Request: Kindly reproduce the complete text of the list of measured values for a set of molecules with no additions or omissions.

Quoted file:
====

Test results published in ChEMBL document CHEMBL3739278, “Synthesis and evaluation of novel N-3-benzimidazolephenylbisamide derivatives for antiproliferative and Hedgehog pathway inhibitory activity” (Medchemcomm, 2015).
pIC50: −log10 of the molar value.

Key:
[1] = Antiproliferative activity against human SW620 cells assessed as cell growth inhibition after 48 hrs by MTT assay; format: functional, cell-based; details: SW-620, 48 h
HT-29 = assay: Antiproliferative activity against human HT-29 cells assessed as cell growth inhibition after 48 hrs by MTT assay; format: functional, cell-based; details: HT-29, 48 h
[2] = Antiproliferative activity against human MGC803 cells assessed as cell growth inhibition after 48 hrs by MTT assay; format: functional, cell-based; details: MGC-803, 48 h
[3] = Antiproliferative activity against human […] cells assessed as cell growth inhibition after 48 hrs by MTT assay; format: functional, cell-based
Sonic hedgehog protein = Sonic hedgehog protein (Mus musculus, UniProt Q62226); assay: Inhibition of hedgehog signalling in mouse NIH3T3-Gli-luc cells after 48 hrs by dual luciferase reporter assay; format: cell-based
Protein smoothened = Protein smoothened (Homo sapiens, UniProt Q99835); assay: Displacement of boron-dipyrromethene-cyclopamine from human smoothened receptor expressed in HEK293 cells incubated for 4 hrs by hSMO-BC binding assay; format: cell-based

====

Test results published in ChEMBL document CHEMBL3739278, “Synthesis and evaluation of novel N-3-benzimidazolephenylbisamide derivatives for antiproliferative and Hedgehog pathway inhibitory activity” (Medchemcomm, 2015).
pIC50: −log10 of the molar value.

Key:
[1] = Antiproliferative activity against human SW620 cells assessed as cell growth inhibition after 48 hrs by MTT assay; format: functional, cell-based; details: SW-620, 48 h
HT-29 = assay: Antiproliferative activity against human HT-29 cells assessed as cell growth inhibition after 48 hrs by MTT assay; format: functional, cell-based; details: HT-29, 48 h
[2] = Antiproliferative activity against human MGC803 cells assessed as cell growth inhibition after 48 hrs by MTT assay; format: functional, cell-based; details: MGC-803, 48 h
[3] = Antiproliferative activity against human […] cells assessed as cell growth inhibition after 48 hrs by MTT assay; format: functional, cell-based
Sonic hedgehog protein = Sonic hedgehog protein (Mus musculus, UniProt Q62226); assay: Inhibition of hedgehog signalling in mouse NIH3T3-Gli-luc cells after 48 hrs by dual luciferase reporter assay; format: cell-based
Protein smoothened = Protein smoothened (Homo sapiens, UniProt Q99835); assay: Displacement of boron-dipyrromethene-cyclopamine from human smoothened receptor expressed in HEK293 cells incubated for 4 hrs by hSMO-BC binding assay; format: cell-based